• Every, everyone, everything — I had a ton of these. It’s kind of appropriate for YA, since teens are prone to black and white, all or nothing thinking, but overuse can sound vague or melodramatic. Take “Everything sucks.” Does EVERYTHING suck? What is everything?

This checklist is a starting point.

You know best which verbal tics you have, so search for and eliminate those too.

For me, I knew I’d inserted a lot of mouth/lip gestures, from chewing lips to gasping breaths to the super-boring smile. I searched for those and tried to increase the specificity when I could.

Sometimes it’s a simple matter of substituting grin or beam for smile; other times, you might want to focus on another sense or another part of the body.

Instead of chewing a lip to show indecisiveness, you could have the character fidget, glance at their shoes, or say something (dialogue’s a great way to get around those repetitive gestures).

Smiling girl.
Nix the bland “She smiled.”

Why It’s Worth the Pain to Cut Filler Words

This revision work is about polish and professionalism. By the time you’re here, your work is nearly ready to go. It’s super tempting to submit, but I PROMISE, it’s worth the pain to cut these words.

A lot of these filler words are either telling words (notably, those that add narrative distance) or they don’t add anything to the manuscript. By cutting them, you’ll tighten up your prose — which is exactly what agents and editors are looking for. Your work will also look more professional (so, great if you’re writing essays) and grip readers.

My technique for gutting these words is to do a search for one word, then evaluate each use of that word, one by one. If I’ve got 10–15 instances of a word like “actually” in a 200-page book, I’m not that worried about it. I’ll still go through them to sort of recommit not each one, but if they all make the cut, it’s fine by me.

If I’ve got like 200 instances of “know,” I’ll be stricter in cutting.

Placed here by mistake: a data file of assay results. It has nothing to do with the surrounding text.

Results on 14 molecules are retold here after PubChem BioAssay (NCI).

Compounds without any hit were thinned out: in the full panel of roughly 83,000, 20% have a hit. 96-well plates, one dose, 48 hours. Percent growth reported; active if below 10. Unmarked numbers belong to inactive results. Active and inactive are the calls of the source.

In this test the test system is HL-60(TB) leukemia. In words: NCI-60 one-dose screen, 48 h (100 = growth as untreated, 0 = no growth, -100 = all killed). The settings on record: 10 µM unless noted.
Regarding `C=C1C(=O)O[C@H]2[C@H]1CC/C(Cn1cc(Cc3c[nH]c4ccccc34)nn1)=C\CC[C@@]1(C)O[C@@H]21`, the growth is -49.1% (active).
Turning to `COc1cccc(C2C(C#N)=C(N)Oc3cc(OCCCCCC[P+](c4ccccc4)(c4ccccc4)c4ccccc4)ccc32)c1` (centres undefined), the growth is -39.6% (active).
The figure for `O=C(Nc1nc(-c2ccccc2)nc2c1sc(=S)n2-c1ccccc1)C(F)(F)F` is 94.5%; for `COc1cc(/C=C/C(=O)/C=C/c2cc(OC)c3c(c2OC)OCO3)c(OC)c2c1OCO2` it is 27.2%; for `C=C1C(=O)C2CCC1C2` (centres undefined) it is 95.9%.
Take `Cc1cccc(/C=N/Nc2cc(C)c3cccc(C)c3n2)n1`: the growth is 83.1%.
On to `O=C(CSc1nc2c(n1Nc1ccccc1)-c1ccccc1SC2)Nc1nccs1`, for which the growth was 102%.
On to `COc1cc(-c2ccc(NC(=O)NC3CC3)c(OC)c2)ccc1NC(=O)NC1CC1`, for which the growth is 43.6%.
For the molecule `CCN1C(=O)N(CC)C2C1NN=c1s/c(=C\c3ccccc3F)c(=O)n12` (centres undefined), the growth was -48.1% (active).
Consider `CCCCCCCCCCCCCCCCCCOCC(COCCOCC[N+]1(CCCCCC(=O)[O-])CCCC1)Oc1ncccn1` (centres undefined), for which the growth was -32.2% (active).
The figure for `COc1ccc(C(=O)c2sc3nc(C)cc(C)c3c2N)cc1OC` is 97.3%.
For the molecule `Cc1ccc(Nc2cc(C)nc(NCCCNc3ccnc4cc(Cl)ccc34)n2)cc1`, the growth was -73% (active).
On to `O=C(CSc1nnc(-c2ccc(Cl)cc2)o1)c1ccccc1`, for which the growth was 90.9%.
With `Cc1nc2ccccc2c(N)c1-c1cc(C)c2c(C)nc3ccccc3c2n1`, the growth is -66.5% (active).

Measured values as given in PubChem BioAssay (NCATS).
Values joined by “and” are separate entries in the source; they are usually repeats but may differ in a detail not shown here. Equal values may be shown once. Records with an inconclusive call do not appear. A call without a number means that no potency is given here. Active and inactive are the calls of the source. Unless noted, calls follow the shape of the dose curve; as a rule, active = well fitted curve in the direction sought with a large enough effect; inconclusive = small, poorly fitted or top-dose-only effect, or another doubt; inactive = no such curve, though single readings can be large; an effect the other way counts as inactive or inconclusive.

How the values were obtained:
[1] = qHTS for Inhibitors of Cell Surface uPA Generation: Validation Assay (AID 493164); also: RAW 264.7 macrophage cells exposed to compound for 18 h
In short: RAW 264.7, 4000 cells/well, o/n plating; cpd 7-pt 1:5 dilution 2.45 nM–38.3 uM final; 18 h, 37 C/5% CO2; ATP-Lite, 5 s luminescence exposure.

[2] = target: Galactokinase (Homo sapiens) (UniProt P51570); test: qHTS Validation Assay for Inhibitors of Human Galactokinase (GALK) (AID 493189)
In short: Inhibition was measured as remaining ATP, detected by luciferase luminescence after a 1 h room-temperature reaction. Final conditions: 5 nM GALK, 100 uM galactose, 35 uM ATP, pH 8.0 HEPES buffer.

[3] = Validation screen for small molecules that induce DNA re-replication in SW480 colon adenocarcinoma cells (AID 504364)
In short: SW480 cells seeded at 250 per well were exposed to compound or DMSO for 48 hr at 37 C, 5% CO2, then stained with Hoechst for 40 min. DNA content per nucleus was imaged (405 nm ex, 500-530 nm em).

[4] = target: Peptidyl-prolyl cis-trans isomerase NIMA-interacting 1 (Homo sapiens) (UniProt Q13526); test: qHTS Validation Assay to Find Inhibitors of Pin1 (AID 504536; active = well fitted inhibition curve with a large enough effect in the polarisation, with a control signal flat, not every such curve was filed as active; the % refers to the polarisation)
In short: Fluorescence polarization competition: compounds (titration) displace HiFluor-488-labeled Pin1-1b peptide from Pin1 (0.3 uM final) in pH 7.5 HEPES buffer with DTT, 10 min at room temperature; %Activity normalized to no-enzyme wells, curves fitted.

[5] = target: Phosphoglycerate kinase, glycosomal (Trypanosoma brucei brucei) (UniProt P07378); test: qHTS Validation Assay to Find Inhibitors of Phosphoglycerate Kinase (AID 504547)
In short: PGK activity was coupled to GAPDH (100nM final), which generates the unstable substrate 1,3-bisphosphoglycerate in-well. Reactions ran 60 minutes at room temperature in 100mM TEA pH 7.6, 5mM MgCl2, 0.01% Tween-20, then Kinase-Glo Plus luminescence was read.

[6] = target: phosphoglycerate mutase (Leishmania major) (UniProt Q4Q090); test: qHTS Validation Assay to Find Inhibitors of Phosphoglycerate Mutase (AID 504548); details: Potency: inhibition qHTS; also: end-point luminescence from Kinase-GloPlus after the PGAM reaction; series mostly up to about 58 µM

My rule is to worry less about dialogue, so if someone says, “I know she lied,” in a conversation, I’ll just as soon leave it as change it to “She lied.” because the emphasis on knowing is important. The reader’s learning she lied, but also that the speaker knew it. They wonder, why is the speaker telling us now? Was the speaker involved in covering up her lie, but decided to betray her confidence?

For a sentence like “I know our only shot is to outrun the kidnappers” it’s stronger to say “Our only shot is to outrun the kidnappers.” The reader is in your character’s head, so anything your character sees, hears, knows, etc. should be as direct as possible. Leaving in the “I know” makes the moment feel told rather than shown.

Once I finish one word, I move to the next. I’d recommend copying this list and crossing off or removing a word once you’ve searched for us. I did this revision pass over a week and sometimes forgot what I’d edited.

If you know you have a problem with telling vs. showing, a pass to remove these words can do wonders! I’d recommend saving this for one of your last drafts; otherwise, you could spend a lot of time removing words that get cut in revisions as well as winding up with extra fillers in the final because you edited too early.